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The balancing act between protection and inflammation in MS

Scientists have discovered a molecular mechanism that could help explain how multiple sclerosis (MS) and other autoimmune diseases can be exacerbated by the onset of an infection.

MS is an autoimmune disease of the central nervous system which affects approximately 100,000 people in the UK.

The research, directed by Dr Bruno Gran at The University of Nottingham, focused on a population of cells of the immune system known as regulatory T cells, which control and regulate the behaviour of other immune cells. The results of this study have been published in the Journal of Immunology.

Dr Bruno Gran, from the School of Clinical Sciences, said: "The connection between infections and MS is complex. We have known for many years that in some cases, infections can promote disease exacerbations (also known as "MS relapses"). Our study sheds light on a new mechanism that could explain how infections can trigger such relapses. This might have relevance to other autoimmune diseases as well"

When the immune system is functioning properly Regulatory T cells also known as Tregs keep in check the tendency of other cells of the immune system to over react and cause inflammation when the body is under attack from infectious agents such as bacteria or viruses.

The battle of the immune cells

In the battle that follows the research group discovered that bacteria and viruses activate certain receptors of the innate immune system known as Toll-like receptors (TLRs), making the Tregs less inhibitory. The positive consequence is that inflammatory immune cells are more able to react against infectious agents and eliminate them. The problem is that such increased activity of inflammatory immune cells could also increase the occurrence of autoimmune reactions against organs such as the central nervous system.

Research led by award winning PhD student

Most of the experimental work was conducted in the laboratory by award winning PhD student Mukanthu Nyirenda under the supervision of Dr Gran in the Division of Clinical Neurology. The research was funded by the Multiple Sclerosis Society of Great Britain and Northern Ireland.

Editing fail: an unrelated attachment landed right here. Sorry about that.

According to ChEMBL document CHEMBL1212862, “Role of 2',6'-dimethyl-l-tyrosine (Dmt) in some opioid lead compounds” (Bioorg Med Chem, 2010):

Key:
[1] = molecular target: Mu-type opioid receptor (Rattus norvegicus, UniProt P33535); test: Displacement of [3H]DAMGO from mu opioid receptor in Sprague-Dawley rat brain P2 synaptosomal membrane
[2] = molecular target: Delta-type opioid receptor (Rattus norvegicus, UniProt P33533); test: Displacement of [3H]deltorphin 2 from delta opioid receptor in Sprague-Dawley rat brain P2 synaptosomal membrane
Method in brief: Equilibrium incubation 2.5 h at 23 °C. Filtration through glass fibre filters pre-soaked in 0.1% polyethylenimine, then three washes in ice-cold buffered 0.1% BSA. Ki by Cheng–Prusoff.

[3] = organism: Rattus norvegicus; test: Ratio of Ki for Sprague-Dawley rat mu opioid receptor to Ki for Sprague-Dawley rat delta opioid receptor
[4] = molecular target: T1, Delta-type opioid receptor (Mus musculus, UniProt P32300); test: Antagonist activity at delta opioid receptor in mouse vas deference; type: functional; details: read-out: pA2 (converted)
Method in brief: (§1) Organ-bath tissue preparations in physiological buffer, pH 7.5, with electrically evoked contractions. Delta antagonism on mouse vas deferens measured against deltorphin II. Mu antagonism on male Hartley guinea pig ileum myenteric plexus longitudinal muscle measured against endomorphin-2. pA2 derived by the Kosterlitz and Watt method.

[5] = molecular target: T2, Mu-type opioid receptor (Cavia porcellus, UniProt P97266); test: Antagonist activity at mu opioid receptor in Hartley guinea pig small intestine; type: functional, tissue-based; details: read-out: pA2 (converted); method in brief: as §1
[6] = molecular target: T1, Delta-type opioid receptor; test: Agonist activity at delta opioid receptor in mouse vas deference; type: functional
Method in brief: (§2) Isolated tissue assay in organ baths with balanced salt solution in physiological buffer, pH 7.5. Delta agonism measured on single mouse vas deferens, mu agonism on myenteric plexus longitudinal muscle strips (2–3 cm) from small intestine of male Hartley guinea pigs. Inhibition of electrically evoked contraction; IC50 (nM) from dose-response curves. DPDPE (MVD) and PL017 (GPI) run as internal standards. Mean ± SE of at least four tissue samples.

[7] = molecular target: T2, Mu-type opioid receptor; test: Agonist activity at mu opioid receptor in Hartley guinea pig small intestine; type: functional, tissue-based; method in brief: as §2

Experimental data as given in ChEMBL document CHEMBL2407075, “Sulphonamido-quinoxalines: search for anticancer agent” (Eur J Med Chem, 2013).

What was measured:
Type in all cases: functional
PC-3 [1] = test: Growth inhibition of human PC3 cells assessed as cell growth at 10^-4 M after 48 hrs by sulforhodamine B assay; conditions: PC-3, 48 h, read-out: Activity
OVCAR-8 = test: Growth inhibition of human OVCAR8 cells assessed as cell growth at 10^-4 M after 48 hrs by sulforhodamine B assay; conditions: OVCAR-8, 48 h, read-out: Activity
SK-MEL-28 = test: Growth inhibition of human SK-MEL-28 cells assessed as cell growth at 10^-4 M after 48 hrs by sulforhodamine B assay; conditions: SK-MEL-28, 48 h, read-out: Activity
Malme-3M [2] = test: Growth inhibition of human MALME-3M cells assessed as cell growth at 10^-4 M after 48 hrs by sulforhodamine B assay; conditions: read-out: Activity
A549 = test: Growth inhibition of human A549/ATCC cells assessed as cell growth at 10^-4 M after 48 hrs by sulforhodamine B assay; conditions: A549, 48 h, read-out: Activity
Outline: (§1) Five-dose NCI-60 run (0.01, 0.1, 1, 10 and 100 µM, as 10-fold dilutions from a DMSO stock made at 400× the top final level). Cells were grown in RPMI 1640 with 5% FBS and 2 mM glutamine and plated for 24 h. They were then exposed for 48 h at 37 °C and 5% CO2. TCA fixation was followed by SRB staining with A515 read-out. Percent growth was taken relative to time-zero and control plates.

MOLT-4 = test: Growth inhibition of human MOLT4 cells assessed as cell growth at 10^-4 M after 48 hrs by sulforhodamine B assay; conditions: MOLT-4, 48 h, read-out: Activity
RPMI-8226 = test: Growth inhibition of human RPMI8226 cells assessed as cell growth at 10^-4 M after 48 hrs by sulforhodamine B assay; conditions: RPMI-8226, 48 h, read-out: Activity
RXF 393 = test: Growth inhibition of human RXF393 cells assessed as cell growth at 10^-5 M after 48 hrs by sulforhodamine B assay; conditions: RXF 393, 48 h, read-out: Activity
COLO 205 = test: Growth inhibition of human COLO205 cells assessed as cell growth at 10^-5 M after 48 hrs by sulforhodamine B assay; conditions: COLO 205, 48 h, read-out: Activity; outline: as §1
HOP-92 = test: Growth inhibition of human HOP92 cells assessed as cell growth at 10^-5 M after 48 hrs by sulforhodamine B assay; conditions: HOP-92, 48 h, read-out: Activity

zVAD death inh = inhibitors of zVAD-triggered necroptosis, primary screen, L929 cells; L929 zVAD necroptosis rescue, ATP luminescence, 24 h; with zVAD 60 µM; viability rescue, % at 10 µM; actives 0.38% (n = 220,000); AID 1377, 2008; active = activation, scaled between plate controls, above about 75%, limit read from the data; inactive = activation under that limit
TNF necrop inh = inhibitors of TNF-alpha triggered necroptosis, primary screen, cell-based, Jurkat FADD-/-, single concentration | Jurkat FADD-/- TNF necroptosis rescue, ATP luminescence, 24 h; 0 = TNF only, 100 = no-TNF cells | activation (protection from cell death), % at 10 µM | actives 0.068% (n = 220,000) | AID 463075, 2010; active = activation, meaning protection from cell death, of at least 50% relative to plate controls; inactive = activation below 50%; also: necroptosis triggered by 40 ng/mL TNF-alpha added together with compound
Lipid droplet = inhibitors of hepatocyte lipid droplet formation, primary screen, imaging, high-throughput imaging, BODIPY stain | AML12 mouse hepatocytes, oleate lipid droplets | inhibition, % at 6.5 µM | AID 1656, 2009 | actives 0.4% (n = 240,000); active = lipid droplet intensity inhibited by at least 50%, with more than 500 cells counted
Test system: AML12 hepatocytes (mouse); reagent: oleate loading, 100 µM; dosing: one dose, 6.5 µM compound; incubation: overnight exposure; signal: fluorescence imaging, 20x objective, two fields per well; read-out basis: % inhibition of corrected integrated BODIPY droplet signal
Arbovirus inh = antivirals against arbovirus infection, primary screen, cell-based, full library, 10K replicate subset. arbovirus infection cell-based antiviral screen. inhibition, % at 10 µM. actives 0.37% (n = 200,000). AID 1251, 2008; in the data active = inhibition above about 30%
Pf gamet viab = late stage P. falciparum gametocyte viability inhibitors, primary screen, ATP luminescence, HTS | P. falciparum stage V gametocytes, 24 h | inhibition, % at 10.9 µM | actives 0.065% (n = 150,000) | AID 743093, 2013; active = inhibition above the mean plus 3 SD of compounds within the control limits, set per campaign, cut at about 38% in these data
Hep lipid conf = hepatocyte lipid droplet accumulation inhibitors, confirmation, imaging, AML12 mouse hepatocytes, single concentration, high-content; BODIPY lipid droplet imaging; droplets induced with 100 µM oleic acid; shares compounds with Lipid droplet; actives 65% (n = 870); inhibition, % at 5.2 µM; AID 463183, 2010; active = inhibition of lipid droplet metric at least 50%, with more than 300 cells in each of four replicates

Last year Mukanthu received the University Endowed Postgraduate Prize in recognition of the progress he has made with his research. He is also a previous recipient of a Jacqueline Du Pre' Award of the Multiple Sclerosis International Federation.

Mukanthu said: "This publication is a very important part of the work leading to my doctoral dissertation, planned for 2012. I am grateful for the recognition and support given to me by the University with the Endowed Postgraduate Prize."

The study was carried out in collaboration with Professor Cris Constantinescu and other researchers at The University of Nottingham and experts at McGill University in Montreal.

Flirting with the enemy

The research team also found that when stimulated by molecules that activate TLRs, regulatory T cells become themselves functionally more similar to inflammatory T cells, another reason why autoimmune reactions could occur in relation to infections.

Although this part of the study focussed on healthy subjects, ongoing studies in Dr Gran's laboratory are comparing the properties of regulatory T cells in these people with those obtained from patients with MS. Other researchers have previously found that Tregs may in fact be defective in MS patients, and this study contributes to our understanding of how episodes of infections, known to influence the clinical course of MS, could in certain circumstances promote the occurrence of autoimmunity.

Contact: Lindsay Brooke
University of Nottingham

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